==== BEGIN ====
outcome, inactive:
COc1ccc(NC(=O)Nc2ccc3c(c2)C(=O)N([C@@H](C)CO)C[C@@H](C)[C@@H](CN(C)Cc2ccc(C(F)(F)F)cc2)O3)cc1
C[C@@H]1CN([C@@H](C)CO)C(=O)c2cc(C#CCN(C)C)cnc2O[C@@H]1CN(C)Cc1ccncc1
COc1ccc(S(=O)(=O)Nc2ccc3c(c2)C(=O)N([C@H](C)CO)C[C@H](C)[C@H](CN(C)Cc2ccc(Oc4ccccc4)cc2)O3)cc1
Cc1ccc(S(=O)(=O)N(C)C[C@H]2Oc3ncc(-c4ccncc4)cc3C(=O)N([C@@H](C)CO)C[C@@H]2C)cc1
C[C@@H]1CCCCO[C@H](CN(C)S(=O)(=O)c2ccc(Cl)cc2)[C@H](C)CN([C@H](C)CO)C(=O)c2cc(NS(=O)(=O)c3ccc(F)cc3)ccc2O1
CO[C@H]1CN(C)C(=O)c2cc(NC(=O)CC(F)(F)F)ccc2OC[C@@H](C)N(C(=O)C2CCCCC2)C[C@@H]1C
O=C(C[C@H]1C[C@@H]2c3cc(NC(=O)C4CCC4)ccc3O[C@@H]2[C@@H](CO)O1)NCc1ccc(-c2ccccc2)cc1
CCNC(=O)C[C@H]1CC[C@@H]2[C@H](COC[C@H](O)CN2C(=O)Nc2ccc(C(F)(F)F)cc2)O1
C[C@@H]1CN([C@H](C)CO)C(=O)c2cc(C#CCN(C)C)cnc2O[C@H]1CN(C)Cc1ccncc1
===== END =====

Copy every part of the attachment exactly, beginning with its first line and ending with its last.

outcome, inactive:
COc1ccc(NC(=O)Nc2ccc3c(c2)C(=O)N([C@@H](C)CO)C[C@@H](C)[C@@H](CN(C)Cc2ccc(C(F)(F)F)cc2)O3)cc1
C[C@@H]1CN([C@@H](C)CO)C(=O)c2cc(C#CCN(C)C)cnc2O[C@@H]1CN(C)Cc1ccncc1
COc1ccc(S(=O)(=O)Nc2ccc3c(c2)C(=O)N([C@H](C)CO)C[C@H](C)[C@H](CN(C)Cc2ccc(Oc4ccccc4)cc2)O3)cc1
Cc1ccc(S(=O)(=O)N(C)C[C@H]2Oc3ncc(-c4ccncc4)cc3C(=O)N([C@@H](C)CO)C[C@@H]2C)cc1
C[C@@H]1CCCCO[C@H](CN(C)S(=O)(=O)c2ccc(Cl)cc2)[C@H](C)CN([C@H](C)CO)C(=O)c2cc(NS(=O)(=O)c3ccc(F)cc3)ccc2O1
CO[C@H]1CN(C)C(=O)c2cc(NC(=O)CC(F)(F)F)ccc2OC[C@@H](C)N(C(=O)C2CCCCC2)C[C@@H]1C
O=C(C[C@H]1C[C@@H]2c3cc(NC(=O)C4CCC4)ccc3O[C@@H]2[C@@H](CO)O1)NCc1ccc(-c2ccccc2)cc1
CCNC(=O)C[C@H]1CC[C@@H]2[C@H](COC[C@H](O)CN2C(=O)Nc2ccc(C(F)(F)F)cc2)O1
C[C@@H]1CN([C@H](C)CO)C(=O)c2cc(C#CCN(C)C)cnc2O[C@H]1CN(C)Cc1ccncc1